Pivotal data on radium in PCa published in NEJM

July 23, 2013

Data from a pivotal phase III trial of the radiotherapeutic agent radium Ra 223 dichloride (Xofigo) in castration-resistant prostate cancer patients have been published in the New England Journal of Medicine (2013; 369:213-23).

Data from a pivotal phase III trial of the radiotherapeutic agent radium Ra 223 dichloride (Xofigo) in castration-resistant prostate cancer (CRPC) patients have been published in the New England Journal of Medicine (2013; 369:213-23).

These data, from the ALSYMPCA (ALpharadin in SYMptomatic Prostate CAncer) trial, supported the FDA approval of Ra 223 injection in May. They were originally reported at the AUA annual meeting in San Diego.

“The publication of the ALSYMPCA data in the New England Journal of Medicine is important, as it will provide physicians with comprehensive data on this recently approved treatment that has demonstrated overall survival in men with castration-resistant prostate cancer, symptomatic bone metastases, and no known visceral metastatic disease,” explained North American principal investigator Oliver Sartor, MD, of the Tulane Cancer Center, New Orleans.

The ALSYMPCA trial was a phase III, randomized, double-blind, placebo-controlled international study of Ra 223 plus best standard of care versus placebo plus best standard of care in patients with CRPC, symptomatic bone metastases, and no known visceral metastatic disease. The study treatment consisted of up to six intravenous injections of Ra 223 or placebo each separated by an interval of 4 weeks.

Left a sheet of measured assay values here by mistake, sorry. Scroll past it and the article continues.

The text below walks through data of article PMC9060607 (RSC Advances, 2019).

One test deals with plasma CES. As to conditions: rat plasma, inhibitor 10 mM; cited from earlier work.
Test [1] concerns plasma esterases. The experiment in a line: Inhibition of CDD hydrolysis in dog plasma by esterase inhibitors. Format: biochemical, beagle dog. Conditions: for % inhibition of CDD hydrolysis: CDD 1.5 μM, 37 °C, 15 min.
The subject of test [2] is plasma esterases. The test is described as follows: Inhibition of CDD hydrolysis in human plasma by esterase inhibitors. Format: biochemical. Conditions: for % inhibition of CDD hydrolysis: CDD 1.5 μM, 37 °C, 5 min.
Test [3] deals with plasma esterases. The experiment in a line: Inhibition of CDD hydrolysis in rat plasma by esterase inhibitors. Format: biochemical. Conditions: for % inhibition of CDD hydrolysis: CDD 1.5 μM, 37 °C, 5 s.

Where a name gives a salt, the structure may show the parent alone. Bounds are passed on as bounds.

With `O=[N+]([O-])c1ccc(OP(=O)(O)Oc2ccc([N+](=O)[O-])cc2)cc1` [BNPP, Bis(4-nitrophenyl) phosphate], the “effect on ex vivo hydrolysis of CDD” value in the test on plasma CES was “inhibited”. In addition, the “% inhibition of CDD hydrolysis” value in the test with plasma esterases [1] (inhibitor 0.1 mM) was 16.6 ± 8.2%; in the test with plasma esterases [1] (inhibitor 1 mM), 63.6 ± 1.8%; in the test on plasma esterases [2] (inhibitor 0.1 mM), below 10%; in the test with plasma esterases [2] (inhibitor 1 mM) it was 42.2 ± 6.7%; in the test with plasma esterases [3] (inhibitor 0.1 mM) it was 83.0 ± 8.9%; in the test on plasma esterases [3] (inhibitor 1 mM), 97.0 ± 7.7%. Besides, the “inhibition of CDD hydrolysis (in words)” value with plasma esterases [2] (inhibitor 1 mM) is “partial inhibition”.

Ra 223 significantly improved overall survival in the overall study population at the pre-specified interim analysis (HR=0.695, 95% CI: 0.552-0.875; p=.00185); median overall survival was 14 months with Ra 223 plus best standard of care (95% CI: 12.1-15.8) versus 11.2 months with placebo plus best standard of care (95% CI: 9.0-13.2). These findings were supported by an exploratory analysis performed before patient crossover with an additional 214 events in which Ra 223 showed improvement in overall survival (HR=0.695, [95% CI 0.581-0.832]); median overall survival was 14.9 months in the Ra 223 arm (95% CI: 13.9-16.1) versus 11.3 months in the placebo arm (95% CI: 10.4-12.8).

An alpha emitter, Ra 223 mimics calcium and homes in on places where tumors have formed in the bones, and it is potent enough to damage cancer cells’ DNA in “a single knockout,” said Neha Vapiwala, MD, of the University of Pennsylvania, Philadelphia and lead author of an article accompanying the study results (N Engl J Med 2013; 369:276-8).

“The real-world applicability of this new therapy is undeniable,” Dr. Vapiwala said. “The addition to our armamentarium of this well-tolerated, bone-targeted therapy that helps to not only relieve symptoms but also extend lives is an incredibly important development for the 30,000 men who are facing death from prostate cancer each year, and for all of the individuals who care for them.

“It is also a seminal event in the realm of alpha-emitter therapy, opening a new door for more research into this class of agents that has great potential in other areas of oncology.”

Dr. Sartor reports receiving consulting fees from Aragon, Astellas, Bavarian Nordic, Bellicum, Dendreon, Medivation, OncoGeneX, and Pfizer, consulting fees and grant support through his institution from Johnson & Johnson and Sanofi-Aventis, and grant support through his institution from Algeta, Bayer, and Takeda.

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